I very nearly canceled my overnight trip to a Boston hotel with my husband earlier this month (we were only in the city from 6:30 p.m. through 11:30 a.m.) because the Picket Fence Post kids’ schedules were weighing on my guilty mom conscience and I didn’t think I could choose going away over them.
When I originally made the reservation to stay overnight at the Liberty Hotel in Boston to celebrate my 18th wedding anniversary with The Spouse, there was nothing on the calendar in early December. (The hotel was a former jail which I thought was ironic given that the whole point was for us to gain some “liberty” as a couple, for just one night.) My intention was that we’d go to the city early on a Saturday afternoon after leaving the kids with The Spouse’s sister, walk around for a bit, enjoy a nice dinner and on the following day, have a leisurely brunch then do a little shopping at the kinds of stores the kids complain bitterly about being dragged into.
As the date drew nearer, three youth basketball games, two youth hockey games and a Nativity play in which all three kids were appearing (The Girl was the narrator) were scheduled during what was supposed to be "our" weekend. But when I got cold feet and wanted to call it off, it was The Spouse who insisted that we could figure it out. And thanks to the kindness and flexibility of my sister- and brother-in-law, The Spouse and I were indeed able to get away, for a few quality hours any way . . . and after having one FABULOUS dinner at the Beacon Hill Bistro.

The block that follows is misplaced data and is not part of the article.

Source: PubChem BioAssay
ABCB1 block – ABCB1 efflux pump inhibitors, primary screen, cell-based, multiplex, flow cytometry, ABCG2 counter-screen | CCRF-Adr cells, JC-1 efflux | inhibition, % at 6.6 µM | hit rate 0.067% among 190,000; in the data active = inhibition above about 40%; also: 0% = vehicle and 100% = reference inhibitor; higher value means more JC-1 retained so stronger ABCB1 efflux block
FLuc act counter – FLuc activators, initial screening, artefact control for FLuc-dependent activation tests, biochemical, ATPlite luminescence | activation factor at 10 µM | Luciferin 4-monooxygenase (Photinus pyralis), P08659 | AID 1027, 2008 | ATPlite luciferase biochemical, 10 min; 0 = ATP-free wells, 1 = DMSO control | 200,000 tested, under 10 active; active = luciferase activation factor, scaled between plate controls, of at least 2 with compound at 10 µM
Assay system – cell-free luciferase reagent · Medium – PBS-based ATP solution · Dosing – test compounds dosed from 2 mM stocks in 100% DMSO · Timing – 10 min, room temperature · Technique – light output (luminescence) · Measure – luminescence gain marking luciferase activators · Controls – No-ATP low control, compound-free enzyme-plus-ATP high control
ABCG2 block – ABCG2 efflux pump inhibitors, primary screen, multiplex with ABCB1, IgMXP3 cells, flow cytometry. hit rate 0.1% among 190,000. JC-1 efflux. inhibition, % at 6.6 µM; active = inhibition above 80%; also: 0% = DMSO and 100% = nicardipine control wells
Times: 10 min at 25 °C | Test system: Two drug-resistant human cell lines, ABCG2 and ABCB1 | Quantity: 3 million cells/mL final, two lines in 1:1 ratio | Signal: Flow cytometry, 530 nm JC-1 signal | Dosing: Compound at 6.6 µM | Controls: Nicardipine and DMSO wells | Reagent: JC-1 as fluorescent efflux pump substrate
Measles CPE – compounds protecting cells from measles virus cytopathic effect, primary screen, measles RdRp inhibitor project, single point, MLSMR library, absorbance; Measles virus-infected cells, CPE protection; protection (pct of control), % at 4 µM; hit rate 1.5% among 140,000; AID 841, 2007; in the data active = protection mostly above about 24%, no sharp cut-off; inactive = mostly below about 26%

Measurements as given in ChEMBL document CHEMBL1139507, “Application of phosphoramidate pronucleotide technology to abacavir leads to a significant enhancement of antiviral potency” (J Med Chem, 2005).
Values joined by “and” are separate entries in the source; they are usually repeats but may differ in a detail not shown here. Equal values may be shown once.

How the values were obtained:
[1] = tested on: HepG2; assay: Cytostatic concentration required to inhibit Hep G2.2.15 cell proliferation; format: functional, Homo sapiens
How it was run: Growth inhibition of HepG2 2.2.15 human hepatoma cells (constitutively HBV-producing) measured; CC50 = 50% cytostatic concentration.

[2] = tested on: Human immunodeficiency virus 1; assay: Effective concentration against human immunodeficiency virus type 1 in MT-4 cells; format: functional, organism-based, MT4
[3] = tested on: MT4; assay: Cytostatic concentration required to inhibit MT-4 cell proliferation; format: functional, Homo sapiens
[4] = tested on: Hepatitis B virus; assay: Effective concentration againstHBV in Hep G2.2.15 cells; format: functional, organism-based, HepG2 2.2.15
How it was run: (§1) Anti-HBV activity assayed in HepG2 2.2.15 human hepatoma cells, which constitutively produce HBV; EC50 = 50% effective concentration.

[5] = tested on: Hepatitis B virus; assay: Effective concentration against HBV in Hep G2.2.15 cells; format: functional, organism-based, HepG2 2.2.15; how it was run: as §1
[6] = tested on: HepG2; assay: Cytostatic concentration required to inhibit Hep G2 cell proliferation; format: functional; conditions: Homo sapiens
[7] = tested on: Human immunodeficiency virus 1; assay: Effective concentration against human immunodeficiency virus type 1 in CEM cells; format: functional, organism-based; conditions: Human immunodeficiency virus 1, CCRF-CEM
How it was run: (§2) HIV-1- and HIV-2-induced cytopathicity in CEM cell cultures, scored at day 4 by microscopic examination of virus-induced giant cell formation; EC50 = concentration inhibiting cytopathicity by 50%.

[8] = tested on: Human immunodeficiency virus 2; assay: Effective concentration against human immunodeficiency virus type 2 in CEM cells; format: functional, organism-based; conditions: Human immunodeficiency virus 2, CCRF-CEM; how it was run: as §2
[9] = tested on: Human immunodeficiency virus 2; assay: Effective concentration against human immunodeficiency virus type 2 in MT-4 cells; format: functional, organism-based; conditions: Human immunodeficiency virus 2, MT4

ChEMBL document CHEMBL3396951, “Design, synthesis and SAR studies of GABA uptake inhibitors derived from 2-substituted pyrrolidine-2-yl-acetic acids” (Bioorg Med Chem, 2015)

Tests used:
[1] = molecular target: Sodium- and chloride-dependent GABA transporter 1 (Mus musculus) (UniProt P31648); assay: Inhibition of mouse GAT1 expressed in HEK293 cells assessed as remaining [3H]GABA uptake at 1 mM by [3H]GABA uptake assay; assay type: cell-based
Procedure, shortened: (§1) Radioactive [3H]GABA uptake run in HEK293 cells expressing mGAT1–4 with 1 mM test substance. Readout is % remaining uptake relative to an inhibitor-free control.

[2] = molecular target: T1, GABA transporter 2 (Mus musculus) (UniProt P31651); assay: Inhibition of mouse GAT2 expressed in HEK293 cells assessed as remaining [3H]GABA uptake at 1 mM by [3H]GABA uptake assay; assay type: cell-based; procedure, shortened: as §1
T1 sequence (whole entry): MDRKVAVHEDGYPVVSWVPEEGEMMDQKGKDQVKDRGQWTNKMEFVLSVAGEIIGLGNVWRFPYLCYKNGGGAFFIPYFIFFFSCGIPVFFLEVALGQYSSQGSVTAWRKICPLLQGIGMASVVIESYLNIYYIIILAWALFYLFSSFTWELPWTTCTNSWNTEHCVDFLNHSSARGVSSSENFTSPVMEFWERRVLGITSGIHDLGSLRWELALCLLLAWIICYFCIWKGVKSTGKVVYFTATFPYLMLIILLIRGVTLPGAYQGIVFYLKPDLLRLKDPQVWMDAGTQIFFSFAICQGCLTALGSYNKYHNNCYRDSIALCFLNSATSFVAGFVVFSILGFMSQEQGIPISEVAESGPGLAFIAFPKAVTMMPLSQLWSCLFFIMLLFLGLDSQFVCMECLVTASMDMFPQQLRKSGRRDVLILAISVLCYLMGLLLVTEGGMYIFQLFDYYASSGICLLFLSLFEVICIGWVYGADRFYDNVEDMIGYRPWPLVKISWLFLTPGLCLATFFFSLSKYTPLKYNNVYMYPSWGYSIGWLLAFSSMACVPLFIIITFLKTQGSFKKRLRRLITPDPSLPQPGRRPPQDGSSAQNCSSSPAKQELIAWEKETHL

My realization that we NEEDED to make our time together a priority – because if we don’t make it a priority ,who will? -- was the focus of my Pop Culture and Politics column this week.
Do you ever struggle to find time to be alone with your significant other? Do you allow the kids’ schedules and activities to overwhelm your own social/romantic life with your spouse, to put it last on your priority list because making arrangements is too exhausting?